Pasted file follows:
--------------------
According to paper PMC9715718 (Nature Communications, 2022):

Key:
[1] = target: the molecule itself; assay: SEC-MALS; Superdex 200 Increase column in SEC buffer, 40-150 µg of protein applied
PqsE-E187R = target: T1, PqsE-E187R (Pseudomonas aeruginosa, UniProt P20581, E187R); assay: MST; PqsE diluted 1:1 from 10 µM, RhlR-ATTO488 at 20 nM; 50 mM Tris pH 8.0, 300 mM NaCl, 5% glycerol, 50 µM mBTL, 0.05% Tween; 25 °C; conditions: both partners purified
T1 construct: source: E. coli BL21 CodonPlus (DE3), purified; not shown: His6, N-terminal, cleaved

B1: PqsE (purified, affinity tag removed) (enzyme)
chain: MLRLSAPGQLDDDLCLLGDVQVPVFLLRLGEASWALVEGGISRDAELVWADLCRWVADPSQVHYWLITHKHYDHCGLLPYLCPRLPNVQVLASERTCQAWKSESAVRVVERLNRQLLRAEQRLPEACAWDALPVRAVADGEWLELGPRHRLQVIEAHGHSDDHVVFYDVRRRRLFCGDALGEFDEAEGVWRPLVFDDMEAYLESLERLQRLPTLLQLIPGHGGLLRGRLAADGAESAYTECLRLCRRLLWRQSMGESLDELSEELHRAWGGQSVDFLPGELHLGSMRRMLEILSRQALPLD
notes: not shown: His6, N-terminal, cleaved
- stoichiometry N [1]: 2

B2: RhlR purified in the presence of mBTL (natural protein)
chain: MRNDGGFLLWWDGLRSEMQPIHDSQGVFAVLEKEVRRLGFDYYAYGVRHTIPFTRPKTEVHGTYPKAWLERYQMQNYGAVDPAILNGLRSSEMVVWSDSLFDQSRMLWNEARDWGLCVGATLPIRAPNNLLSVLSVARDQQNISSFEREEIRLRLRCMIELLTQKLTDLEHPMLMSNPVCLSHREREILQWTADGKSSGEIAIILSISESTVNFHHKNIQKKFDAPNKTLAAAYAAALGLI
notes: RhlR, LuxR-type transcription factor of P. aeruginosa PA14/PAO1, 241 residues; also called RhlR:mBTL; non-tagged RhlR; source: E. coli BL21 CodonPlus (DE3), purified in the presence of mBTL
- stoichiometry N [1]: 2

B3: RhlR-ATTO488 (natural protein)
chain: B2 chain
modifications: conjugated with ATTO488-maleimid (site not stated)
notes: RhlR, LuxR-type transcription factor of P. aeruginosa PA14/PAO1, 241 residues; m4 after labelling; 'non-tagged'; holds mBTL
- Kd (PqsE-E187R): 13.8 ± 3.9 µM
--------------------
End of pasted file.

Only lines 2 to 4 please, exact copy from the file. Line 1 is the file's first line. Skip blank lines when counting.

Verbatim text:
Key:
[1] = target: the molecule itself; assay: SEC-MALS; Superdex 200 Increase column in SEC buffer, 40-150 µg of protein applied
PqsE-E187R = target: T1, PqsE-E187R (Pseudomonas aeruginosa, UniProt P20581, E187R); assay: MST; PqsE diluted 1:1 from 10 µM, RhlR-ATTO488 at 20 nM; 50 mM Tris pH 8.0, 300 mM NaCl, 5% glycerol, 50 µM mBTL, 0.05% Tween; 25 °C; conditions: both partners purified